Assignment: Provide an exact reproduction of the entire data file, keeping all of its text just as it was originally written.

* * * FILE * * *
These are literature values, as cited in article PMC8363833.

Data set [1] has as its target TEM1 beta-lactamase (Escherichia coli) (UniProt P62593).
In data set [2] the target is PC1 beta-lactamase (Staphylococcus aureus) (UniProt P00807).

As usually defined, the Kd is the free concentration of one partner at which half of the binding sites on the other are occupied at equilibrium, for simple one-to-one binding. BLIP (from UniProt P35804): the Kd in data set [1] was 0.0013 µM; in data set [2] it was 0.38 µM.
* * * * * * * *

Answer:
These are literature values, as cited in article PMC8363833.

Data set [1] has as its target TEM1 beta-lactamase (Escherichia coli) (UniProt P62593).
In data set [2] the target is PC1 beta-lactamase (Staphylococcus aureus) (UniProt P00807).

As usually defined, the Kd is the free concentration of one partner at which half of the binding sites on the other are occupied at equilibrium, for simple one-to-one binding. BLIP (from UniProt P35804): the Kd in data set [1] was 0.0013 µM; in data set [2] it was 0.38 µM.